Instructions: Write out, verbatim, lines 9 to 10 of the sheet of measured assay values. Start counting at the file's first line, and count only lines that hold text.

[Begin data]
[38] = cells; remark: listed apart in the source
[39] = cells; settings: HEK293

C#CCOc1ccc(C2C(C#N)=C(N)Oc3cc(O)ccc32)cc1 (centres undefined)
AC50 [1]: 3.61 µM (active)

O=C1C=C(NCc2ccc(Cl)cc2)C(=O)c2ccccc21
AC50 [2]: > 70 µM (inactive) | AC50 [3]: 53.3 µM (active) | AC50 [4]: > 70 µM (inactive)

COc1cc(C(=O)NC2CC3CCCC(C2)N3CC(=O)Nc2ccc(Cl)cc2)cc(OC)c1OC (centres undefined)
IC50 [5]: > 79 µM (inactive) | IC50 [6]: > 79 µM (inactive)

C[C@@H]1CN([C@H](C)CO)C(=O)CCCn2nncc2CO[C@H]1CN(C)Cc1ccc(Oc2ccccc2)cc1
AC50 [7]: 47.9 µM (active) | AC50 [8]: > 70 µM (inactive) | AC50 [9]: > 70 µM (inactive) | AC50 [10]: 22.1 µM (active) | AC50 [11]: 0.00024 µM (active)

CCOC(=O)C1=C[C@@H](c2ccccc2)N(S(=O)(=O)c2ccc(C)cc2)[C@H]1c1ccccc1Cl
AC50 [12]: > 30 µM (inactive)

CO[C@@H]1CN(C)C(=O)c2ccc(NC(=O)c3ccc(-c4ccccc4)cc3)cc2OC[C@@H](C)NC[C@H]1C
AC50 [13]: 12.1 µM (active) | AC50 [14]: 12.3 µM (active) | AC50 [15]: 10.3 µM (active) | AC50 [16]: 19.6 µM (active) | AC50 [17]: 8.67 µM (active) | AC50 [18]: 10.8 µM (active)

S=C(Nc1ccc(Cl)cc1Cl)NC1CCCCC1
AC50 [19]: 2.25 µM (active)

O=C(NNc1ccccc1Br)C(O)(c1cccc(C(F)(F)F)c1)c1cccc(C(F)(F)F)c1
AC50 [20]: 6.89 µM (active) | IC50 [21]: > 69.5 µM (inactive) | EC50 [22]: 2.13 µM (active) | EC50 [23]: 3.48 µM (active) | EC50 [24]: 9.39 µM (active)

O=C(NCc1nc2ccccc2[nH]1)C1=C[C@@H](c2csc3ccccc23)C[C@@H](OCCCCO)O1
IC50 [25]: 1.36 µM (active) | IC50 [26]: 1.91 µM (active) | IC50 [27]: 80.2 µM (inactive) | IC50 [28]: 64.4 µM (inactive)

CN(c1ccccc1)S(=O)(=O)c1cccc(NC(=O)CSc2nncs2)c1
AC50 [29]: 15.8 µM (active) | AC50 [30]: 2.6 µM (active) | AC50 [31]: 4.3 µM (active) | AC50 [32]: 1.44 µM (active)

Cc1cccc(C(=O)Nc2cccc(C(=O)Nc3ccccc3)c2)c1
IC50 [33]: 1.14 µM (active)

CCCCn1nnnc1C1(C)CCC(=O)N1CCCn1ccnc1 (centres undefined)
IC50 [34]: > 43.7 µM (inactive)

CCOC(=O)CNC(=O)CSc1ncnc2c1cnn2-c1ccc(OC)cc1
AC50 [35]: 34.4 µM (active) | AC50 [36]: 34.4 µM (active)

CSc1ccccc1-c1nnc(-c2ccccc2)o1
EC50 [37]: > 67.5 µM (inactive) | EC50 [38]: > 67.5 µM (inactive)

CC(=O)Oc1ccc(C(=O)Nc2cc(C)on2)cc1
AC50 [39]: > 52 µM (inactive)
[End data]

C[C@@H]1CN([C@H](C)CO)C(=O)CCCn2nncc2CO[C@H]1CN(C)Cc1ccc(Oc2ccccc2)cc1
AC50 [7]: 47.9 µM (active) | AC50 [8]: > 70 µM (inactive) | AC50 [9]: > 70 µM (inactive) | AC50 [10]: 22.1 µM (active) | AC50 [11]: 0.00024 µM (active)